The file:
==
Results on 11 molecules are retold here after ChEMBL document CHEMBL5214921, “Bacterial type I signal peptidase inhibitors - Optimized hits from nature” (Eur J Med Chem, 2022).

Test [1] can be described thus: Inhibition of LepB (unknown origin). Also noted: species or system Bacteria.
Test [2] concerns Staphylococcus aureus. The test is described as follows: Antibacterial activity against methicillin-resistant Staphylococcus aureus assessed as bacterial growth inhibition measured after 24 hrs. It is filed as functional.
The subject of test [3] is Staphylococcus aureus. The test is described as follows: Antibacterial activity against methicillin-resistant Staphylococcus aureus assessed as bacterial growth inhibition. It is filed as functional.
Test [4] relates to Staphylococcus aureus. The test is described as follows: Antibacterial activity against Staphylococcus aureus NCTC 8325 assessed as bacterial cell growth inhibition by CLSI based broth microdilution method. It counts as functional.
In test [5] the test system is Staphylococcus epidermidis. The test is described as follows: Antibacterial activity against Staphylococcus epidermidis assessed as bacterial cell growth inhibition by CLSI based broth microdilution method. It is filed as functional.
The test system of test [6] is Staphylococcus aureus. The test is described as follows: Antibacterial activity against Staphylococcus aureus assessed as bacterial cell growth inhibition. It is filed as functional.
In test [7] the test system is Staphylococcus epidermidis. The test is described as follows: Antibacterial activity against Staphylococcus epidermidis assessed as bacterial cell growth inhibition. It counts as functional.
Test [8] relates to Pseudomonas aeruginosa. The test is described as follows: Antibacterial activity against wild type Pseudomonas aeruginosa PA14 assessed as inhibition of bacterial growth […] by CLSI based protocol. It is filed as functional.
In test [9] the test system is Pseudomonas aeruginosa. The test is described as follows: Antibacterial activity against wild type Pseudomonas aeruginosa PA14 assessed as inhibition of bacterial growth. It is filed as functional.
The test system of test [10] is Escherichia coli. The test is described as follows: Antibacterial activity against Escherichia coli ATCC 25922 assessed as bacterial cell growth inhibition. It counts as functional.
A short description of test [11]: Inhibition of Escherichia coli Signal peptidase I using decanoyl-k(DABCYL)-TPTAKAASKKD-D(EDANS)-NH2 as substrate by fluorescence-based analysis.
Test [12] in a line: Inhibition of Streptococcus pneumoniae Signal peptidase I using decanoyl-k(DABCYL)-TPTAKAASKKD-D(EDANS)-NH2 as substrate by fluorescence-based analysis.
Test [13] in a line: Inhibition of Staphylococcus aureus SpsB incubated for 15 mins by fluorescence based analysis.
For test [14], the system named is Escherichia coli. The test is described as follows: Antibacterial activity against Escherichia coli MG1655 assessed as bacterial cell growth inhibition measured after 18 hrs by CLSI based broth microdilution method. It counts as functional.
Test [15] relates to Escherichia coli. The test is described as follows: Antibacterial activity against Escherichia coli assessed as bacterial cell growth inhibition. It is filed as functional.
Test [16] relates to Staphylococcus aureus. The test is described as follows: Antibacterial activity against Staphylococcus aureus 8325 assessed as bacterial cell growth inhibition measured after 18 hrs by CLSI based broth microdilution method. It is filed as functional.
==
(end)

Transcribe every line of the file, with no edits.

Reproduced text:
Results on 11 molecules are retold here after ChEMBL document CHEMBL5214921, “Bacterial type I signal peptidase inhibitors - Optimized hits from nature” (Eur J Med Chem, 2022).

Test [1] can be described thus: Inhibition of LepB (unknown origin). Also noted: species or system Bacteria.
Test [2] concerns Staphylococcus aureus. The test is described as follows: Antibacterial activity against methicillin-resistant Staphylococcus aureus assessed as bacterial growth inhibition measured after 24 hrs. It is filed as functional.
The subject of test [3] is Staphylococcus aureus. The test is described as follows: Antibacterial activity against methicillin-resistant Staphylococcus aureus assessed as bacterial growth inhibition. It is filed as functional.
Test [4] relates to Staphylococcus aureus. The test is described as follows: Antibacterial activity against Staphylococcus aureus NCTC 8325 assessed as bacterial cell growth inhibition by CLSI based broth microdilution method. It counts as functional.
In test [5] the test system is Staphylococcus epidermidis. The test is described as follows: Antibacterial activity against Staphylococcus epidermidis assessed as bacterial cell growth inhibition by CLSI based broth microdilution method. It is filed as functional.
The test system of test [6] is Staphylococcus aureus. The test is described as follows: Antibacterial activity against Staphylococcus aureus assessed as bacterial cell growth inhibition. It is filed as functional.
In test [7] the test system is Staphylococcus epidermidis. The test is described as follows: Antibacterial activity against Staphylococcus epidermidis assessed as bacterial cell growth inhibition. It counts as functional.
Test [8] relates to Pseudomonas aeruginosa. The test is described as follows: Antibacterial activity against wild type Pseudomonas aeruginosa PA14 assessed as inhibition of bacterial growth […] by CLSI based protocol. It is filed as functional.
In test [9] the test system is Pseudomonas aeruginosa. The test is described as follows: Antibacterial activity against wild type Pseudomonas aeruginosa PA14 assessed as inhibition of bacterial growth. It is filed as functional.
The test system of test [10] is Escherichia coli. The test is described as follows: Antibacterial activity against Escherichia coli ATCC 25922 assessed as bacterial cell growth inhibition. It counts as functional.
A short description of test [11]: Inhibition of Escherichia coli Signal peptidase I using decanoyl-k(DABCYL)-TPTAKAASKKD-D(EDANS)-NH2 as substrate by fluorescence-based analysis.
Test [12] in a line: Inhibition of Streptococcus pneumoniae Signal peptidase I using decanoyl-k(DABCYL)-TPTAKAASKKD-D(EDANS)-NH2 as substrate by fluorescence-based analysis.
Test [13] in a line: Inhibition of Staphylococcus aureus SpsB incubated for 15 mins by fluorescence based analysis.
For test [14], the system named is Escherichia coli. The test is described as follows: Antibacterial activity against Escherichia coli MG1655 assessed as bacterial cell growth inhibition measured after 18 hrs by CLSI based broth microdilution method. It counts as functional.
Test [15] relates to Escherichia coli. The test is described as follows: Antibacterial activity against Escherichia coli assessed as bacterial cell growth inhibition. It is filed as functional.
Test [16] relates to Staphylococcus aureus. The test is described as follows: Antibacterial activity against Staphylococcus aureus 8325 assessed as bacterial cell growth inhibition measured after 18 hrs by CLSI based broth microdilution method. It is filed as functional.